The K&A climbs slowly up out of Berkshire and into the rolling hills of Wiltshire and, as in other areas, it shares its route with the railway which in this case are the fast expresses of First Great Western rather than Virgin trains that howl past on the Grand Union. It's actually not too intrusive and in fact it can be an advantage when a change of crew is expected as it's usually a short walk from the station to the mooring. This was the case at Hungerford where Ship's Engineer Peter was leaving for another musical engagement in Ellesmere and the Bristol relief crew (Jess and Al) were replacing him for a gew days before Peter returned and together they would descend the renowned Caen Hill flight at Devizes.

Posted by peterandclaire 11:24 Comments (0)

Black Swans at Reading

Wren arrived in Reading on Monday evening and awaiting her arrival were crowds of swans but, in particular, a number of photogenic Black Swans and this morning a couple of them came visiting. I'm not sure if it's our age and perhaps the name of the boat but we do seem to take a lot more notice of the birds that fly, hover, soar and swim around us while we're moving sedately along the waterways.
We've discovered why Common Terns are called common - these small elegant birds really are plentiful in these southern counties. Then, as we progressed into London we heard and saw flocks and flocks of parakeets, which we initially thought were parrots. We also noticed that there were many different varieties of waterfowl, particularly in the parks, for instance, the rather attractive Egyptian Goose. In the last couple of days as we've moved out of London and into the more rural areas of Berkshire and Buckingshire we've seen lots of Red Kites soaring overhead as well as the more familiar Buzzards and I'm pretty sure I saw my first Kingfisher on Saturday - these can be quite a regular sight on the Llangollen Canal but not so far on this trip. And then of course there are the Canada Geese and the Coots that seem to thrive everywhere. As we travelled further West I was very glad to see the back of the giant jets going in and out of Heathrow - why does the Queen allow those beasts over Windsor?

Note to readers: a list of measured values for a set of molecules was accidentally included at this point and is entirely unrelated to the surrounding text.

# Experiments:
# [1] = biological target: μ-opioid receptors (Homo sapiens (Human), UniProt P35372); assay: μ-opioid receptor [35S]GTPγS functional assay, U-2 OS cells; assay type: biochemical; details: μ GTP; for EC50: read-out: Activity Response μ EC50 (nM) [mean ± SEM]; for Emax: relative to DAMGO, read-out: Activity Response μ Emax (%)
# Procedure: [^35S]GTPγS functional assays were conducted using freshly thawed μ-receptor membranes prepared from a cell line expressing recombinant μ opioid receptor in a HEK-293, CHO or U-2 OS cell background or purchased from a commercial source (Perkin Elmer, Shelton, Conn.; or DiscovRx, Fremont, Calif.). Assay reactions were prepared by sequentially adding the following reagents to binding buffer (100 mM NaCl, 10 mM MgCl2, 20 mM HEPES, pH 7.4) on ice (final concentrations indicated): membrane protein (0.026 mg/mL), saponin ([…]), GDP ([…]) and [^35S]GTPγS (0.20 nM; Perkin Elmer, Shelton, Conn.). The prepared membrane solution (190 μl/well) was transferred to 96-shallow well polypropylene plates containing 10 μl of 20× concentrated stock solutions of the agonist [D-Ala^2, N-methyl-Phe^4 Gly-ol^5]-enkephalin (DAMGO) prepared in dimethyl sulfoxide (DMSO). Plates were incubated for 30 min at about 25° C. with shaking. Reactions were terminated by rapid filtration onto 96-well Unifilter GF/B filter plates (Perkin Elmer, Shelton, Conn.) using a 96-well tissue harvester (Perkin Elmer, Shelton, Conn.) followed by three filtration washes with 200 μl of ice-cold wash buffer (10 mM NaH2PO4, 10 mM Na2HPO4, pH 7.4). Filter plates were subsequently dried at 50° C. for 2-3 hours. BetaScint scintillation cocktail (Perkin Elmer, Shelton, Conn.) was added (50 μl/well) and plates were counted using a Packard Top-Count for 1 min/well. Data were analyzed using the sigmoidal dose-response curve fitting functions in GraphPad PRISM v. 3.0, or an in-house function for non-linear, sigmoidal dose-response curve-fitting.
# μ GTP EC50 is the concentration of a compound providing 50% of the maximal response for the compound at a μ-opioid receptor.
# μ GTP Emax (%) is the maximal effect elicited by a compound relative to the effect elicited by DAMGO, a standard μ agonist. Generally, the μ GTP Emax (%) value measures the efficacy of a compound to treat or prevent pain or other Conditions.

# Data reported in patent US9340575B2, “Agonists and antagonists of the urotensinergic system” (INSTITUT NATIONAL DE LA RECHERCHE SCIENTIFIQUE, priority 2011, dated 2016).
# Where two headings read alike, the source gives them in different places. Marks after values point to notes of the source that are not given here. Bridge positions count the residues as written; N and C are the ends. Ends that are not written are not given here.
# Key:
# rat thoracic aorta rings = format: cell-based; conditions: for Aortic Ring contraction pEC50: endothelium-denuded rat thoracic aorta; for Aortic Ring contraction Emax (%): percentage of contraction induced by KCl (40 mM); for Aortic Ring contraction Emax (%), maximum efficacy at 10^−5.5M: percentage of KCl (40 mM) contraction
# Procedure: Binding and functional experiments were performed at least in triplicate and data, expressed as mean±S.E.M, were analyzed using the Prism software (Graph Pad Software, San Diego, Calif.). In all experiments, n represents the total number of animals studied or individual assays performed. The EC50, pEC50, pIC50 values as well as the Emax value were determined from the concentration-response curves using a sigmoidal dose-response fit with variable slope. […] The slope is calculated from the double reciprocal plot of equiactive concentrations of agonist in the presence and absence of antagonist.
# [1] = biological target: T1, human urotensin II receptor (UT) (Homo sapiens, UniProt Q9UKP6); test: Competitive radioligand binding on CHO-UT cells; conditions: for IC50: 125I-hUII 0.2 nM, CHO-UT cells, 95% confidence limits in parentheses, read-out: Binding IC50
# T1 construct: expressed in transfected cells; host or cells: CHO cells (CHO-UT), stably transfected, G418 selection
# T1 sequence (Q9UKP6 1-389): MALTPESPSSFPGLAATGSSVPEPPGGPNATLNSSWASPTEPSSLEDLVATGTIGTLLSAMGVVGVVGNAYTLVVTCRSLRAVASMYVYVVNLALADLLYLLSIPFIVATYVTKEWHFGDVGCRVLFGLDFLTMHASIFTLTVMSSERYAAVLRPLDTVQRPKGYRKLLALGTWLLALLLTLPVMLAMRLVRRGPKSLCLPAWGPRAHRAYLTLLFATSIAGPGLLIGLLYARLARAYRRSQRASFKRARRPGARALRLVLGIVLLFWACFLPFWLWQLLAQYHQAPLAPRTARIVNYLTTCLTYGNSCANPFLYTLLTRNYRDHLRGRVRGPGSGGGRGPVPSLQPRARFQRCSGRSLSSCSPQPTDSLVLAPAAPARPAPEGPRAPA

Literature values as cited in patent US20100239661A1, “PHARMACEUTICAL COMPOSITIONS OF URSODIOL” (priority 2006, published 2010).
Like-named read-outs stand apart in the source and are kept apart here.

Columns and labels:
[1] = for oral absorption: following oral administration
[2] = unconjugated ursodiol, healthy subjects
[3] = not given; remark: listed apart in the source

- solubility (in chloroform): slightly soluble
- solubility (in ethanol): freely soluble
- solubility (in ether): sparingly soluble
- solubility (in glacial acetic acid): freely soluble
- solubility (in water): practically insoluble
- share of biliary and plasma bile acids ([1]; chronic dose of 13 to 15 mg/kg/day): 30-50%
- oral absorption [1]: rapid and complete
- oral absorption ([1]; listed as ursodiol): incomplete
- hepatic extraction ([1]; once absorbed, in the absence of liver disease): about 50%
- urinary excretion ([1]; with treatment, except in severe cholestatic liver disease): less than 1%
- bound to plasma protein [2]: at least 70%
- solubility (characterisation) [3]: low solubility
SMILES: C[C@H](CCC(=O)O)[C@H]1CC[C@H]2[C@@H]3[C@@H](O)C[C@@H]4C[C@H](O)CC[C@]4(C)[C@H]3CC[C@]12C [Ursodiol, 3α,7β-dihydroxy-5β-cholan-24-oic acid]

Father's Day on the Thames was a bit manic - lots of big plastic gin palaces, some rather smart launches with professional helmsmen and quite a few day, or should I say, booze boats and all of them, including Wren had to wait in the lock queue - in one there were seven different types of boat. We also had to navigate our way through a sailing club race and witnessed a rather dramatic capsize.
By Sunday evening we reached Marlow, an attractive and affluent town where provisions were purchased and a Father's Day dinner was enjoyed. However, on Monday morning the weather turned very damp but we battled on regardless of the personal discomfort. Henley was the chosen stop for lunch where preparations were under way for the forthcoming regatta - muscular rowers everywhere. Luckily the rain stopped after lunch so we took the opportunity to stretch out legs for an hour or so before continuing on the final part of the Thames to Reading where Wren and her crew will progress up the Kennett and Avon Canal.

Posted by peterandclaire 03:10 Comments (0)

Heading to Limehouse